Trump urges Congress to take action on surprise medical bills

Trump urges Congress to take action on surprise medical bills
© The White House

President TrumpDonald John TrumpHealth insurers Cigna, Humana waive out-of-pocket costs for coronavirus treatment Puerto Rico needs more federal help to combat COVID-19 Fauci says April 30 extension is 'a wise and prudent decision' MORE is pushing Congress to pass legislation that would protect patients from surprise medical bills.

"We're going to hold insurance companies and hospitals totally accountable," Trump said Thursday at an event with congressional lawmakers, Health and Human Services Secretary Alex Azar, Labor Secretary Alex AcostaAlex Alexander AcostaFlorida sheriff ends work release program criticized over Jeffery Epstein The Hill's Morning Report — Presented by National Association of Manufacturers — Whistleblower complaint roils Washington On The Money: Senate confirms Scalia as Labor chief | Bill with B in wall funding advanced over Democrats' objections | Lawyers reach deal to delay enforcement of NY tax return subpoena MORE and patients who have been hit by surprise medical bills.

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"We're determined to end surprise billing for American patients," Trump said. "We want patients to be in charge and in total control"

Administration officials told reporters they are sending a list of principles to Congress that will ultimately form the basis of what they hope will be bipartisan legislation to combat huge, unexpected medical costs. Their top priority is to make sure patients no longer receive separate bills from out-of-network doctors.

During a White House event Thursday, Senate Health Committee Chairman Lamar AlexanderAndrew (Lamar) Lamar AlexanderSticking points force stimulus package talks to spill into Sunday GOP drafting stimulus package without deal with Democrats Senate coronavirus stimulus talks spill into Saturday MORE (R-Tenn.) told Trump that Congress would bring him a bill in July.

The Health Committee has asked the Congressional Budget Office to analyze a range of potential billing options.

Officials said they want Congress to ban balance billing for out-of-network emergency care. Balance billing happens when out-of-network providers bill patients for the difference between a billed charge and a health plan’s allowed amount.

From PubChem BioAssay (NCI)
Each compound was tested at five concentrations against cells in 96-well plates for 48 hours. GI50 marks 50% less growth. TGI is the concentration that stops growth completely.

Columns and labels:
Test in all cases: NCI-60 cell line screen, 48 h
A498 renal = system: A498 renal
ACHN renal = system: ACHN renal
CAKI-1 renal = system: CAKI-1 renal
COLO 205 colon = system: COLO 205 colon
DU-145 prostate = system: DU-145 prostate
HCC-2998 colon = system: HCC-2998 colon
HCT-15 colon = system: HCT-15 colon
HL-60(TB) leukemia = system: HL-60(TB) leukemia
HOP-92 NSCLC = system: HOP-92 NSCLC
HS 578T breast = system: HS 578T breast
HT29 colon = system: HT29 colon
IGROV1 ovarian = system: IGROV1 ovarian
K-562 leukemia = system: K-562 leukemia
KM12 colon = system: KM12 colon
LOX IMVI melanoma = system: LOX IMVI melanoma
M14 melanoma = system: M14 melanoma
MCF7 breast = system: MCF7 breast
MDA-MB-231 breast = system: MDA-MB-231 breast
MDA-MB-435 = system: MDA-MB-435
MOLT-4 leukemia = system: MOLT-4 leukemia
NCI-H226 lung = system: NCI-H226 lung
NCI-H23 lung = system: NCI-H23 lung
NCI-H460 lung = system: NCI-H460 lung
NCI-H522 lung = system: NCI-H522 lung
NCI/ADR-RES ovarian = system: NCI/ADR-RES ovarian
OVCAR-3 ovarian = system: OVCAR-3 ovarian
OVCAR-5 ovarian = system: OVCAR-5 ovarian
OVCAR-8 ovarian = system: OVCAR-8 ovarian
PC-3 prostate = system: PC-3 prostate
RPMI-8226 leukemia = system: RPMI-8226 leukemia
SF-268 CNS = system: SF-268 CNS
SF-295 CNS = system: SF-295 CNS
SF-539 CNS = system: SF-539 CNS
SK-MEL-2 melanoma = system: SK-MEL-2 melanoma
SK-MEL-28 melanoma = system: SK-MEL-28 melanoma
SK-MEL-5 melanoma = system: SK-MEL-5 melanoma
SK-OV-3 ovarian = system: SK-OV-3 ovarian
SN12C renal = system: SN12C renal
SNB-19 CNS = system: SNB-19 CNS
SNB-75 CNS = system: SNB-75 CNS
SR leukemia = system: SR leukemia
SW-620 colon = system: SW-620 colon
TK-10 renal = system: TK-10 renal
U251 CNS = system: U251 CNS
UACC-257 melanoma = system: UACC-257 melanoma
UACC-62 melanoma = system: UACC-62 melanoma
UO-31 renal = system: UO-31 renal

Officials added that Trump wants patients to have the same out-of-pocket costs regardless of whether the care they receive is in network or not. The overall payments would be determined with negotiations between providers and private insurers. 

“We want to take the surprise out the care people receive when they go to in-network facilities,” a senior administration official said.

In instances of nonemergency, scheduled treatment, the White House wants patients to be informed ahead of time if any of the care will be out of network. They want to require a written estimate upfront of all out-of-pocket costs, along with a single bill from all providers.

A bipartisan group of senators has been working on legislation to stop patients from getting surprise medical bills, which usually occur when a patient gets treatment from an out-of-network doctor, even if they are being treated at an in-network hospital.

The lawmakers have gathered feedback from industry groups and are trying to figure out the details of a revised bill. Legislation to protect patients from surprise medical bills is seen as one of the most likely areas for bipartisan action on health care this year.

Industry groups are jockeying over the legislation to ensure they do not take a huge financial hit, with insurance companies pitted against hospitals and doctors.

White House officials said the involvement of so many special interest groups has impeded the ability of the legislators to work, and members of Congress have been urging Trump to wade into the fight.

Officials said they have ideas they would like lawmakers to consider but want Congress to take the lead. The key question remains how much the insurer has to pay the doctor or hospital and how that amount is determined.

Officials said a host of options are on the table, but essentially ruled out using arbitration, which is the method favored by doctors and has been gaining steam in states.

“We do not have a lot of enthusiasm for arbitration, we think that would be disruptive and would be an unnecessary distraction,” a senior administration official said. “A lot of potential abuses would still be inflicted against patients.”

In a call with reporters following the White House event, Sen. Bill CassidyWilliam (Bill) Morgan CassidyTensions boil over on Senate floor amid coronavirus debate  Overnight Energy: Democratic lawmakers seek emissions reductions in airline bailout | House Dems warn Trump against oil industry bailout | GOP senators ask Saudis to stabilize oil market GOP senators ask Saudis to stabilize oil market MORE (R-La.), who is leading the bipartisan working group with Sen. Maggie HassanMargaret (Maggie) HassanWho should be the Democratic vice presidential candidate? Overnight Health Care: Trump triggers emergency powers in coronavirus fight | McConnell sets first stimulus vote for Sunday | Five sticking points for stimulus talks | Treasury delays tax filing deadline | Dems push insurers to cover virus tests Democrats press insurers to cover all coronavirus testing MORE (D-N.H.), said he isn't concerned that the White House was dismissive of arbitration.

"I don’t think it changes [our approach]," Cassidy said. "I’m not wedded to a particular solution, I'm wedded to the right solution."

Cassidy added that arbitration has a proven track record at the state level, but said he is open to other ideas that have been proven to work.

Updated at 1:48 p.m.